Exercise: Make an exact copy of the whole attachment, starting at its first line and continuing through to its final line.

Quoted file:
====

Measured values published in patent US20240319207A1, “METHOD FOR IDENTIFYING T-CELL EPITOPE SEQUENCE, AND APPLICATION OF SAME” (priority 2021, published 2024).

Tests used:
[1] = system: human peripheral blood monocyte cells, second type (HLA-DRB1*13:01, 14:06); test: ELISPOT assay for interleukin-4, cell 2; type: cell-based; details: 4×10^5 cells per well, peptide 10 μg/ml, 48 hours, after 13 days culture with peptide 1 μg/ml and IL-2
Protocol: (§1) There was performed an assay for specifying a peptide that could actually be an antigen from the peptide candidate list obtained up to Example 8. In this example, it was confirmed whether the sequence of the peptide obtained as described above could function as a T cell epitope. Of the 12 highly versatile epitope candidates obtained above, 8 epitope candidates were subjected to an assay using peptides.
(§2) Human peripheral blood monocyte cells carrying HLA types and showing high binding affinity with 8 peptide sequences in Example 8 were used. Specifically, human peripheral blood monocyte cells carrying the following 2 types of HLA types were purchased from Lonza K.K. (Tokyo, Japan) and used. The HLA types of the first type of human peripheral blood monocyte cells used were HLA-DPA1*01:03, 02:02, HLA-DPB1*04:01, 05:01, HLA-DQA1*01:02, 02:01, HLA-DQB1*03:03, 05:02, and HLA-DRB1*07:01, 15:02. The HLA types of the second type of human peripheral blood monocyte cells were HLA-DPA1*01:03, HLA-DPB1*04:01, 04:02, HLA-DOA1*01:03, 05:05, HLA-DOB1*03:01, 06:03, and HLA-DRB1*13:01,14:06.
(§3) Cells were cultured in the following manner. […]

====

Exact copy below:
Measured values published in patent US20240319207A1, “METHOD FOR IDENTIFYING T-CELL EPITOPE SEQUENCE, AND APPLICATION OF SAME” (priority 2021, published 2024).

Tests used:
[1] = system: human peripheral blood monocyte cells, second type (HLA-DRB1*13:01, 14:06); test: ELISPOT assay for interleukin-4, cell 2; type: cell-based; details: 4×10^5 cells per well, peptide 10 μg/ml, 48 hours, after 13 days culture with peptide 1 μg/ml and IL-2
Protocol: (§1) There was performed an assay for specifying a peptide that could actually be an antigen from the peptide candidate list obtained up to Example 8. In this example, it was confirmed whether the sequence of the peptide obtained as described above could function as a T cell epitope. Of the 12 highly versatile epitope candidates obtained above, 8 epitope candidates were subjected to an assay using peptides.
(§2) Human peripheral blood monocyte cells carrying HLA types and showing high binding affinity with 8 peptide sequences in Example 8 were used. Specifically, human peripheral blood monocyte cells carrying the following 2 types of HLA types were purchased from Lonza K.K. (Tokyo, Japan) and used. The HLA types of the first type of human peripheral blood monocyte cells used were HLA-DPA1*01:03, 02:02, HLA-DPB1*04:01, 05:01, HLA-DQA1*01:02, 02:01, HLA-DQB1*03:03, 05:02, and HLA-DRB1*07:01, 15:02. The HLA types of the second type of human peripheral blood monocyte cells were HLA-DPA1*01:03, HLA-DPB1*04:01, 04:02, HLA-DOA1*01:03, 05:05, HLA-DOB1*03:01, 06:03, and HLA-DRB1*13:01,14:06.
(§3) Cells were cultured in the following manner. […]